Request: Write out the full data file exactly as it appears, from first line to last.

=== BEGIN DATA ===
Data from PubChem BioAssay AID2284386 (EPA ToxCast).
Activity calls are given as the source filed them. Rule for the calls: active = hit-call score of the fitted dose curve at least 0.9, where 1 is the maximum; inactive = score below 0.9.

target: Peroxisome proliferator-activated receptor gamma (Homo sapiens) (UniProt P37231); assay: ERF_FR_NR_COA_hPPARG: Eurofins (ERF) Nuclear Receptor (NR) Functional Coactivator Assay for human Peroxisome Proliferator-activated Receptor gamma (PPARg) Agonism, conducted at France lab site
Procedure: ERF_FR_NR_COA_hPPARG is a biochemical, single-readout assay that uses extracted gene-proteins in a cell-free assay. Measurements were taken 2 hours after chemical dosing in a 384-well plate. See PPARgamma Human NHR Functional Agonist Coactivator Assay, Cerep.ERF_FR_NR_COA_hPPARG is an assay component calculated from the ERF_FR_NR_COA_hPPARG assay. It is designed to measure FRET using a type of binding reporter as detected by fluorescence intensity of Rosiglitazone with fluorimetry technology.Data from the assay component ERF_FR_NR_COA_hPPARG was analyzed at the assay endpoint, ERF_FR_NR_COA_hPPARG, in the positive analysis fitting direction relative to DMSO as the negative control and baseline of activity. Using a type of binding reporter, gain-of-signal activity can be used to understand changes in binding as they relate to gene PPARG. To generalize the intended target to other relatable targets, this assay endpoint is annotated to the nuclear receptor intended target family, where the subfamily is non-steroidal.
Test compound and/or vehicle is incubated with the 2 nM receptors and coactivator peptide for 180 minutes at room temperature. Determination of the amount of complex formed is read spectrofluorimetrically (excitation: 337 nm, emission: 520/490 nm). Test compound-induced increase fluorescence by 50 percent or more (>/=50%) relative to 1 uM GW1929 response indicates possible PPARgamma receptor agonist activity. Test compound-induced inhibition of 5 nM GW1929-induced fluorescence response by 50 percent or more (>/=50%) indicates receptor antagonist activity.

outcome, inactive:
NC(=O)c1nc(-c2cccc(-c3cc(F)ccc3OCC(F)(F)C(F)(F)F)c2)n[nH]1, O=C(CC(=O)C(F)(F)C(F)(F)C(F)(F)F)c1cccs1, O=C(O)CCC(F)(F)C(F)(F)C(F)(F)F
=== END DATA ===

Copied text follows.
Data from PubChem BioAssay AID2284386 (EPA ToxCast).
Activity calls are given as the source filed them. Rule for the calls: active = hit-call score of the fitted dose curve at least 0.9, where 1 is the maximum; inactive = score below 0.9.

target: Peroxisome proliferator-activated receptor gamma (Homo sapiens) (UniProt P37231); assay: ERF_FR_NR_COA_hPPARG: Eurofins (ERF) Nuclear Receptor (NR) Functional Coactivator Assay for human Peroxisome Proliferator-activated Receptor gamma (PPARg) Agonism, conducted at France lab site
Procedure: ERF_FR_NR_COA_hPPARG is a biochemical, single-readout assay that uses extracted gene-proteins in a cell-free assay. Measurements were taken 2 hours after chemical dosing in a 384-well plate. See PPARgamma Human NHR Functional Agonist Coactivator Assay, Cerep.ERF_FR_NR_COA_hPPARG is an assay component calculated from the ERF_FR_NR_COA_hPPARG assay. It is designed to measure FRET using a type of binding reporter as detected by fluorescence intensity of Rosiglitazone with fluorimetry technology.Data from the assay component ERF_FR_NR_COA_hPPARG was analyzed at the assay endpoint, ERF_FR_NR_COA_hPPARG, in the positive analysis fitting direction relative to DMSO as the negative control and baseline of activity. Using a type of binding reporter, gain-of-signal activity can be used to understand changes in binding as they relate to gene PPARG. To generalize the intended target to other relatable targets, this assay endpoint is annotated to the nuclear receptor intended target family, where the subfamily is non-steroidal.
Test compound and/or vehicle is incubated with the 2 nM receptors and coactivator peptide for 180 minutes at room temperature. Determination of the amount of complex formed is read spectrofluorimetrically (excitation: 337 nm, emission: 520/490 nm). Test compound-induced increase fluorescence by 50 percent or more (>/=50%) relative to 1 uM GW1929 response indicates possible PPARgamma receptor agonist activity. Test compound-induced inhibition of 5 nM GW1929-induced fluorescence response by 50 percent or more (>/=50%) indicates receptor antagonist activity.

outcome, inactive:
NC(=O)c1nc(-c2cccc(-c3cc(F)ccc3OCC(F)(F)C(F)(F)F)c2)n[nH]1, O=C(CC(=O)C(F)(F)C(F)(F)C(F)(F)F)c1cccs1, O=C(O)CCC(F)(F)C(F)(F)C(F)(F)F